Fast Food Nation
What parents need to know
Parents Need to Know
Parents need to know that most kids probably won't be that interested in this exposé of the fast food industry (which is based on Eric Schlosser's non-fiction best-seller). And just as well. It includes an extremely graphic sequence on the "killing floor" of a meat-packing plant, which shows actual footage of brutal hacking at cattle. Other violence includes the difficult border crossing endured by Mexican workers and a bloody scene of a worker's leg getting caught and cut off in a grinding machine. Some sex scenes between a manager (who trades sex for favors at work) and his female workers show naked body parts. Characters drink, smoke marijuana, and take methamphetamines. Language includes some 20 uses of "f--k" and a variety of other curses.
What's the story?
FAST FOOD NATION follows the victims of the U.S. fast food industry. Don (Greg Kinnear), a marketer for fictionalized restaurant Mickey's, is troubled to learn of the meat packing plant's terrible working conditions and contaminations, but is told by two veterans of the business that he can't stop the corporate suits. The story of meat packing plant workers follows Sylvia (Catalina Sandino Moreno), her sister Coco (Ana Claudia Talancón) and boyfriend Raul (Wilmer Valderrama), who endure a horrible journey across the border to find work. Coco and Raul get jobs at the plant and succumb to drug addiction because their jobs are so miserable. In another part of the picture, the counter kids at the Mickey's find their own resistance. Brian (Paul Dano) spits in the obnoxious customers' orders, but Amber (Ashley Johnson) begins to research the production process and finds new friends among college-aged eco-activists. But for all their energy and creativity in protesting, they still can't slow down the system.
Is it any good?
Unabashedly didactic, the movie creates a fictional narrative from the facts presented in Eric Schlosser's 2001 exposé of McDonald's corrupt practices, also called Fast Food Nation. (A kids' version of the book was published under the title Chew On This.) As it does so, it adopts seemingly meandering structure, much like other films directed by the ever-inventive Richard Linklater. Such a structure makes sense here, as it underlines the connections between the different sorts of people affected by Mickey's corner-cutting policies.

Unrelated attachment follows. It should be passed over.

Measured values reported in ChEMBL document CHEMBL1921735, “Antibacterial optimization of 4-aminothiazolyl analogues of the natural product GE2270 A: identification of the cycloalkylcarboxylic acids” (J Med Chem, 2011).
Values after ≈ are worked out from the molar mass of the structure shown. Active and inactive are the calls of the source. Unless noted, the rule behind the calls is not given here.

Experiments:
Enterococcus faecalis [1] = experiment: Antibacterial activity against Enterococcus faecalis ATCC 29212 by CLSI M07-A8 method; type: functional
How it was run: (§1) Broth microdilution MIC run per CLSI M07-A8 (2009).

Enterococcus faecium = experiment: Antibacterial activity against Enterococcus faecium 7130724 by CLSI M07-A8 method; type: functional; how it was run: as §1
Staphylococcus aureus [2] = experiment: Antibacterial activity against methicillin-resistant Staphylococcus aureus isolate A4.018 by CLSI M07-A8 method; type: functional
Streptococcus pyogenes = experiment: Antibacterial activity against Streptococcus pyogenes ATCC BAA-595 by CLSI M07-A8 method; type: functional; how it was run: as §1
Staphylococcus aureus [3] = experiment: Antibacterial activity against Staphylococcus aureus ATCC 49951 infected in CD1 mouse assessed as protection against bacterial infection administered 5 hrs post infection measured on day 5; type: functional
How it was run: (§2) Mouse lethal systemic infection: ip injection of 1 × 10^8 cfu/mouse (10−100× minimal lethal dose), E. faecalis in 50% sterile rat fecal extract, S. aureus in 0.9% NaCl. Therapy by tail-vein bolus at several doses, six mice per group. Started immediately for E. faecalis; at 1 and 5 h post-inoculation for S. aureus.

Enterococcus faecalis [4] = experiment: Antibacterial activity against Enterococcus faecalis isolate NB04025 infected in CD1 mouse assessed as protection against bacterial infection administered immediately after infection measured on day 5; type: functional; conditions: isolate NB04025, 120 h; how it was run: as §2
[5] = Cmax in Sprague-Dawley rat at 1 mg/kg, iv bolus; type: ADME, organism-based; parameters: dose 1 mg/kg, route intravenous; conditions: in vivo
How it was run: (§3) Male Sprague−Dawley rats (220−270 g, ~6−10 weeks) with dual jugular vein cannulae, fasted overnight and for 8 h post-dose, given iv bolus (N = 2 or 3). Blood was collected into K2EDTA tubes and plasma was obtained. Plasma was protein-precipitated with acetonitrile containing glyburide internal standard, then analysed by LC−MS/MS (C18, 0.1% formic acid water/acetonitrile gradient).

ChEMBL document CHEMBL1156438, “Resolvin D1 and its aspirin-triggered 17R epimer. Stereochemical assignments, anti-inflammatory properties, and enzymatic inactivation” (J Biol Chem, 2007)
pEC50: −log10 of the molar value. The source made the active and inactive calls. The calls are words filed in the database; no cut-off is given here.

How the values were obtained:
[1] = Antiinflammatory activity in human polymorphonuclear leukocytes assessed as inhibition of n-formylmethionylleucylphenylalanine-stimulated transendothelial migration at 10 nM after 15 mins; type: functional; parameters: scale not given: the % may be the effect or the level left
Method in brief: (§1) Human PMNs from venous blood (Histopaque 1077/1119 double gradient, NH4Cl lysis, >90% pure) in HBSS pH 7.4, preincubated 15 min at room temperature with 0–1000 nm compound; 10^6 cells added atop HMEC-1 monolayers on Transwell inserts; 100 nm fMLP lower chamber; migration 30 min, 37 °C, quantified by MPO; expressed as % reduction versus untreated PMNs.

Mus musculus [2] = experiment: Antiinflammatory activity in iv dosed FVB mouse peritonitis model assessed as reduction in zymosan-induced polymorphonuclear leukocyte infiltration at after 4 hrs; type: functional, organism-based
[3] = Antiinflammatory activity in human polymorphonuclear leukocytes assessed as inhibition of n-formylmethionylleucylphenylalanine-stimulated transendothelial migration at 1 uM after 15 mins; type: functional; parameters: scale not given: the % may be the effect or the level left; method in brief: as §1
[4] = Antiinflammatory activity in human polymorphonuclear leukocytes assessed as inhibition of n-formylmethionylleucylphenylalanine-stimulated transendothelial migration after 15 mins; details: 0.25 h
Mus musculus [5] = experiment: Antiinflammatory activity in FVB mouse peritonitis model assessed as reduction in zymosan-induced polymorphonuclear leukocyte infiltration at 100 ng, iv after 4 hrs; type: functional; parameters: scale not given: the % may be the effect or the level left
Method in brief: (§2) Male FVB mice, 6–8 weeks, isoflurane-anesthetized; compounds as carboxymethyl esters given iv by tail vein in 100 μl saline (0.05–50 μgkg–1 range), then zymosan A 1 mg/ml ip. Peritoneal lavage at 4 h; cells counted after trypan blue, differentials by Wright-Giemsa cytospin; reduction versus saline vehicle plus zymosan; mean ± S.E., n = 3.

Fast Food Nation doesn't end well, but it does end powerfully. As Sylvia at last gives in and takes a job on the killing floor, she sees for the first time -- and the camera shows explicitly -- what she's been hearing about since she arrived in the U.S. It's a gruesome, unforgettable sight, and she, standing in for the rest of us, is suitably horrified.
Families can talk about...
Families can talk about the ethics of producing fast food. Why do the producers sacrifice quality to save money? What is a corporation's responsibility in protecting its workers? How honest do corporations that produce food need to be? Should they disclose errors and regularly occurring contaminations? How does this movie show connections between the corruption that runs throughout the company's hierarchy (from floor workers to managers to marketers to executives)? Do you think this drama -- which is based on a non-fiction book -- is more effective than a documentary on the same topic would have been? Why or why not?
|Theatrical release date:||November 16, 2006|
|DVD/Streaming release date:||March 6, 2007|
|Cast:||Catalina Sandino Moreno, Greg Kinnear, Wilmer Valderrama|
|Run time:||106 minutes|
|MPAA explanation:||disturbing images, strong sexuality, language and drug content.|